Image Processing Services

If you’ve already scanned your books or microfilm to digital files, we can make them better. Of course, Creekside Digital can also apply these processing options to scans we create for you from books or microfilm we digitize for you.

Black Border Removal / Deskew

Black Border Removal / Deskew -- Before & After

Often, raw images coming off of a scanner will be crooked, or “skewed,” and have black borders (“overscan”) showing around the edges of the original document scan. This wastes disk space by making the document files larger than they need to be, and reduces Optical Character Recognition accuracy. Creekside Digital can remove the black borders from around your scans and straighten the document at the same time, which results in smaller file sizes that will be processed more accurately by OCR. And yes, we can process grayscale and colors images, with absolutely no loss of quality! Our server-based software can process thousands of images per hour.

Geometric Curve Correction

When a bound book is digitized, the resulting scanned pages will have a certain degree of curvature to them where the pages meet in the book’s gutter – even when taking steps to minimize the effect such as using a V-shaped book cradle or glass plate to flatten the pages. To remove this distortion and maximize the accuracy of subsequent OCR processes, Creekside Digital uses cutting-edge algorithms to geometrically restore the original shape of the pages and the content they contain. We can implement this processing on scans of bound books as well as scans of microfilm containing images of bound books.

Geometric Curve Correction -- Before & After

Background Removal and Lighting Correction

Often, scans of bound works will have dark shadows present in the gutter area, due to excessive curvature or where lighting from the sides didn’t properly illuminate the entire page surface. Creekside Digital can identify and remove or minimize these shadows as well as other lighting problems such as hotspotting and glare / reflections from poorly placed illumination.

Bitonal Conversion / Downscaling / Format Shifting and Derivatives

If you don’t need all of your documents to be color or grayscale, or stored at the high resolution at which they were originally scanned, Creekside Digital can help! Our batch conversion services can process thousands of images an hour to quickly reduce color depth, decrease resolution, and shift file formats – resulting in smaller files which open faster and take up less disk space to store.

We can also create any required derivatives from your archival Digital Master files: for example, JPEG2000 lossy / lossless, downscaled searchable PDF, and XML structural metadata from your uncompressed TIFF master. Contact us for details.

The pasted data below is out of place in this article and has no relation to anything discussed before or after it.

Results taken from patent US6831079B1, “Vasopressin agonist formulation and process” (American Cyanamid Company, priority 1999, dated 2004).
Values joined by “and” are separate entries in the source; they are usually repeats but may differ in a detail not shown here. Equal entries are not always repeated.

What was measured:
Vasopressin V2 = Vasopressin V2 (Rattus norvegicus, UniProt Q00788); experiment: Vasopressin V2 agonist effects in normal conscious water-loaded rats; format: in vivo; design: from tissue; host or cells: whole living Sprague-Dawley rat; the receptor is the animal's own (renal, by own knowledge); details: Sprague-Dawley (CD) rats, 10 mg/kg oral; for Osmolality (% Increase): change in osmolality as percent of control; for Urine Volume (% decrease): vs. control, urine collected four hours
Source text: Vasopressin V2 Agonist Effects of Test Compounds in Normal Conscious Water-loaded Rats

PDF Compression

Using best-in-class technology from LuraTech, Creekside Digital can process your existing documents to reduce the size of your PDF files by 85% or more compared to standard PDF files. This processing results in smaller PDF files which take up less disk space, open faster, and work better on older PCs while retaining the details captured by grayscale images such as fine handwriting, rubber stamps, embossed seals, and photographs.

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3 days ago

Creekside Digital

Smithsonian Mass Digitization
New feature at the DPO office: a slideshow displaying close-ups of some of the 8,000 plants from the Living Orchid Collection from Smithsonian Gardens!

Read about our project digitizing the collection at: insider.si.edu/2018/08/see-thousands-of-orchids-in-incredible-detail-in-the-smithsonians-newly-di...

On the technical size: the slideshow is running from a Raspberry Pi Zero (Github: github.com/Smithsonian/Pi-Kiosk/). One new tool we are using to display the objects from the Smithsonian collections.
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2 weeks ago

Creekside Digital

Mass digitization is ongoing with the next phase of our Smithsonian Gardens project. We are now imaging the Archives of American Gardens (AAG) which preserves and provides access to visual resources and records that document the history of gardens in America.

Primarily a photographic archive, AAG includes documentation on over 10,000 historic and contemporary gardens. Photographic formats range from antique stereographs to recent digital images. AAG’s collections document the work of landscape architects, garden designers, and garden photographers as well as a handful of seed companies.

Examples of trade literature generated by these companies in the Archives include seed catalogs with ornately illustrated covers as seen here. Soon all these digital images will be viewable in high resolution online at Smithsonian's collections.si.edu/search/
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